U.S. Pat. No. 4,509,209 to Itoh et al. describes an integrated planar antenna-mixer device for microwave reception. A diode quad is connected to the antenna.

U.S. Pat. No. 5,124,714 to Harada describes a planar antenna for automobiles.

U.S. Pat. No. 4,410,891 to Schaubert et al. describes a polarized micro-strip antenna. The polarization can be changed from vertical linear to horizontal linear, left circular, right circular or and desired elliptical sense.

U.S. Pat. No. 5,371,507 to Kuroda et al. describes a planar antenna comprising a ground conductor, a dielectric layer laminated on the ground conductor, and a radiation element laminated on the dielectric layer.

U.S. Pat. No. 4,987,421 to Sunahara et al. describes a micro-strip antenna having an annular radiation conductor with a central opening.

U.S. Pat. No. 4,038,662 to Turner describes a broadband antenna in the form of a multiple element interlaced dipole array mounted on a thin elongated strip of dielectric material.

U.S. Pat. No. 5,649,350 to Lampe et al. describes a method of mass producing printed circuit antennas.

U.S. Pat. No. 4,987,424 to Tamura et al. describes an antenna apparatus having flexible antennas made of conductive material on a flexible insulating sheet.

SUMMARY OF THE INVENTION

Antennas are an essential part of electronic communication systems that contain wireless links. Low cost, low profile antennas that can operate either as transmitting or receiving antennas and can be used over non-conducting or conducting surfaces are important to a number of communication applications.

It is a principle objective of this invention to provide a planar antenna having first and second antenna elements formed of conducting material on a layer of dielectric material and using a length of coaxial cable as both a transmission aid and a tuning mechanism.

It is another principle objective of this invention to provide a planar antenna having first and second antenna elements formed of conducting material on a layer of dielectric material and surrounded by a background element of conducting material formed on a layer of dielectric material.

It is another principle objective of this invention to provide multiple planar antennas, each antenna having first and second antenna elements formed of conducting material on a layer of dielectric material.

These objectives are achieved by patterning a layer of conducting material formed on a layer of dielectric material in order to form antenna elements. An antenna is formed from two such antenna elements, a first antenna element and a second antenna element, wherein the second antenna element surrounds the first antenna element. A shorting element electrically connects the first antenna element to the second antenna element. An insulating gap insulates the first antenna element from the second antenna element except for the region where the shorting element connects the two antenna elements. A length of coaxial cable having a predetermined fixed length is used to tune the antenna elements relative to each other and to the desired frequency, and to provide additional gain through the radiation of the coaxial cable that is attached directly to the antenna elements.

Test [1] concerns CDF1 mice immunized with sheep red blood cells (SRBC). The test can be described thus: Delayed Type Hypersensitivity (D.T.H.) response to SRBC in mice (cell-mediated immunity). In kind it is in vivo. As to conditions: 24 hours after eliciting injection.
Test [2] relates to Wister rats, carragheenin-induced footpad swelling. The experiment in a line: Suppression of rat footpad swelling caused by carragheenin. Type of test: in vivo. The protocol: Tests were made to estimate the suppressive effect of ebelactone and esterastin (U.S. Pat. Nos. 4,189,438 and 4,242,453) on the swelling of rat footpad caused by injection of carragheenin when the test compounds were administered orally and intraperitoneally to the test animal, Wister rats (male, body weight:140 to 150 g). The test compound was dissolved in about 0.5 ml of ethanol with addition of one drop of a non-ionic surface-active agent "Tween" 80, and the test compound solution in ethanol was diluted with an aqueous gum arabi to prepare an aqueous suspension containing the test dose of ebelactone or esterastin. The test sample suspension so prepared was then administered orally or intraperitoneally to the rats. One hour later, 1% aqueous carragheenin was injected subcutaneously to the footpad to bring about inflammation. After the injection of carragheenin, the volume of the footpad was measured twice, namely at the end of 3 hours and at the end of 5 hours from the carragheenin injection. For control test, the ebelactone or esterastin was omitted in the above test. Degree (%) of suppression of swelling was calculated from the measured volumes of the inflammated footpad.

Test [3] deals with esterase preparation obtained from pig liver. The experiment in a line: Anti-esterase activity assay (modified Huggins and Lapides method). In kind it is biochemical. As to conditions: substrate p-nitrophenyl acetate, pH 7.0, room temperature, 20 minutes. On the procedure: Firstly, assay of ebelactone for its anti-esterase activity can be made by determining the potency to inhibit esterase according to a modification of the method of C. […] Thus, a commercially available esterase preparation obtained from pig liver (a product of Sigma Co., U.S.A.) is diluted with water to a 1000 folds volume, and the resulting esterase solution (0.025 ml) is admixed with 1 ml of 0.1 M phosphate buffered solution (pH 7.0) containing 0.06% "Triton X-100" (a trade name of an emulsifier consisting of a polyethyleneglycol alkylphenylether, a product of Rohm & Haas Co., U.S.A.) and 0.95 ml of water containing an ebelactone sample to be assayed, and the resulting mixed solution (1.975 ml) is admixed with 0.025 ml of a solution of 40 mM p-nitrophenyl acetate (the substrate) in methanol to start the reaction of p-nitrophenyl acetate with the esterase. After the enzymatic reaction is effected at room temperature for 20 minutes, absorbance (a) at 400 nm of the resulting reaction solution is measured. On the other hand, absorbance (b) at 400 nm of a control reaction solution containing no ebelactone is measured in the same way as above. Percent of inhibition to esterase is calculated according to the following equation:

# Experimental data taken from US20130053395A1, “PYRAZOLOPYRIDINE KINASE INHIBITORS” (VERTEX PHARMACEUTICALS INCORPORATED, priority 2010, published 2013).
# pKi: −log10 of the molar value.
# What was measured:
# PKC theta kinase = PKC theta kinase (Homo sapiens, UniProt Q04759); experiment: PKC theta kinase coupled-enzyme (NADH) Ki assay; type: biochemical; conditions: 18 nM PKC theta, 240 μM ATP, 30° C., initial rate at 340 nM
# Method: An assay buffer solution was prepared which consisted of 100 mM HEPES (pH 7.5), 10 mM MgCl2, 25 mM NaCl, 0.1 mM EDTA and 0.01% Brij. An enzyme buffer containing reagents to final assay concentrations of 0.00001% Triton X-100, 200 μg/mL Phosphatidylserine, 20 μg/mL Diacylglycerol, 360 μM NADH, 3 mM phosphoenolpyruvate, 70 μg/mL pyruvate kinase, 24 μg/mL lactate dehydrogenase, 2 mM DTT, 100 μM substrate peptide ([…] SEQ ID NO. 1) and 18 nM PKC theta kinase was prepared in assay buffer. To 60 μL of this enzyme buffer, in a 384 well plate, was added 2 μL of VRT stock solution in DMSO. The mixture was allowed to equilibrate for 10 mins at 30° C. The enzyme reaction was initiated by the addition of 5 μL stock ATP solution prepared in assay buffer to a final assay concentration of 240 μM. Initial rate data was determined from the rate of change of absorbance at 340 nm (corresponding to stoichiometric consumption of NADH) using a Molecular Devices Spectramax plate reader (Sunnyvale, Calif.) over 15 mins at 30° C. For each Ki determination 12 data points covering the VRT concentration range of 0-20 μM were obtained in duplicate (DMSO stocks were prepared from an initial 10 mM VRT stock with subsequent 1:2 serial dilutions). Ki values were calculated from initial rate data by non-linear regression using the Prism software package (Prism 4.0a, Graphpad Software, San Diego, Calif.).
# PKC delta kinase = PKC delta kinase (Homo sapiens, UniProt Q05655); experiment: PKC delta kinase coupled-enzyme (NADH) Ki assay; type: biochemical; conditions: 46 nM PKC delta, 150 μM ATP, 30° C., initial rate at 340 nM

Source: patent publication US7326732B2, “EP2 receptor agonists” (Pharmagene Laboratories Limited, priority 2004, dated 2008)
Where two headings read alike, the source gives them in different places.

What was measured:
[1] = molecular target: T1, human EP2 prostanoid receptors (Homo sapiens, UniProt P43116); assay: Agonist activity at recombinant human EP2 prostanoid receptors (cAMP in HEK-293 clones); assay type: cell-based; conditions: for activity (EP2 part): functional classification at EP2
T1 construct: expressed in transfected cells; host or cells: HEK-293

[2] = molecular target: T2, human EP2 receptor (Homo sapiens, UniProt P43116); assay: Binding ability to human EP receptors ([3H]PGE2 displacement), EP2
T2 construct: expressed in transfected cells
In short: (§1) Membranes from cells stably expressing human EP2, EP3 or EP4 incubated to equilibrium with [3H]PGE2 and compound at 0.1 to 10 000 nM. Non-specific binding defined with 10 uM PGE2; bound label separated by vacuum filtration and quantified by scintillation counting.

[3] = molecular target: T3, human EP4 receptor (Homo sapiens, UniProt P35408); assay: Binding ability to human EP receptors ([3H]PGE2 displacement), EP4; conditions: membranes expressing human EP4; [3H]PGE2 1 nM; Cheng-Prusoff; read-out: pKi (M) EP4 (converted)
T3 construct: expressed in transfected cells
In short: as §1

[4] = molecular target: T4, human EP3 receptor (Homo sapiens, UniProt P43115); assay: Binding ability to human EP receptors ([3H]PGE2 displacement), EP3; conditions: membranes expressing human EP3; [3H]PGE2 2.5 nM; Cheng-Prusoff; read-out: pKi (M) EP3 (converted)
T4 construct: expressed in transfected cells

A coaxial cable having an inner conductor and an outer conductor connects the antenna to a transceiver, wherein the inner conductor of the coaxial cable is connected to the first antenna element and the outer conductor of said coaxial cable is connected to the second antenna element. The length of the outer perimeter of the first antenna element is equal to an integer multiple of one quarter of the wavelength of the center resonance frequency of the antenna. The coaxial cable is placed around the perimeter of the second antenna element and exited from the antenna surface at a total coaxial cable length of an integer number of one-half wavelengths of the center frequency of the antenna.

The first antenna element can be rectangular, square, circular, oval, or any similar shape having an outer perimeter length equal to an integer multiple of one quarter of the wavelength of the center frequency of the antenna. Two or more antennas can be formed on the same layer of dielectric material each having the same or a different center frequency.